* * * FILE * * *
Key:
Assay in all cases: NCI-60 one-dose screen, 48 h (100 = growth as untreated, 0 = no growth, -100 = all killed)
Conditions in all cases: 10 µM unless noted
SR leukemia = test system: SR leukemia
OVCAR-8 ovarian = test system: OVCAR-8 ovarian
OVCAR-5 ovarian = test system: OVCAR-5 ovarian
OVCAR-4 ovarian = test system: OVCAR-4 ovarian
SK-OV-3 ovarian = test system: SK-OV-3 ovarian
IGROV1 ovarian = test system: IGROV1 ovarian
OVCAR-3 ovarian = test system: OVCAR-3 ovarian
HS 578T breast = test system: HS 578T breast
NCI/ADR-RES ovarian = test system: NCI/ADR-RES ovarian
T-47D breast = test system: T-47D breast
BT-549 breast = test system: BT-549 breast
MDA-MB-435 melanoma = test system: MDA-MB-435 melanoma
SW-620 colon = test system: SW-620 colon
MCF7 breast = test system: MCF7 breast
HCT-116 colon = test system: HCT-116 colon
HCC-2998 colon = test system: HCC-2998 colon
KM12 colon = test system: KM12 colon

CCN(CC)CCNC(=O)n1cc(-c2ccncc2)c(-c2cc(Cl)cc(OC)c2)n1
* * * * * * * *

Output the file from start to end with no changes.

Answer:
Key:
Assay in all cases: NCI-60 one-dose screen, 48 h (100 = growth as untreated, 0 = no growth, -100 = all killed)
Conditions in all cases: 10 µM unless noted
SR leukemia = test system: SR leukemia
OVCAR-8 ovarian = test system: OVCAR-8 ovarian
OVCAR-5 ovarian = test system: OVCAR-5 ovarian
OVCAR-4 ovarian = test system: OVCAR-4 ovarian
SK-OV-3 ovarian = test system: SK-OV-3 ovarian
IGROV1 ovarian = test system: IGROV1 ovarian
OVCAR-3 ovarian = test system: OVCAR-3 ovarian
HS 578T breast = test system: HS 578T breast
NCI/ADR-RES ovarian = test system: NCI/ADR-RES ovarian
T-47D breast = test system: T-47D breast
BT-549 breast = test system: BT-549 breast
MDA-MB-435 melanoma = test system: MDA-MB-435 melanoma
SW-620 colon = test system: SW-620 colon
MCF7 breast = test system: MCF7 breast
HCT-116 colon = test system: HCT-116 colon
HCC-2998 colon = test system: HCC-2998 colon
KM12 colon = test system: KM12 colon

CCN(CC)CCNC(=O)n1cc(-c2ccncc2)c(-c2cc(Cl)cc(OC)c2)n1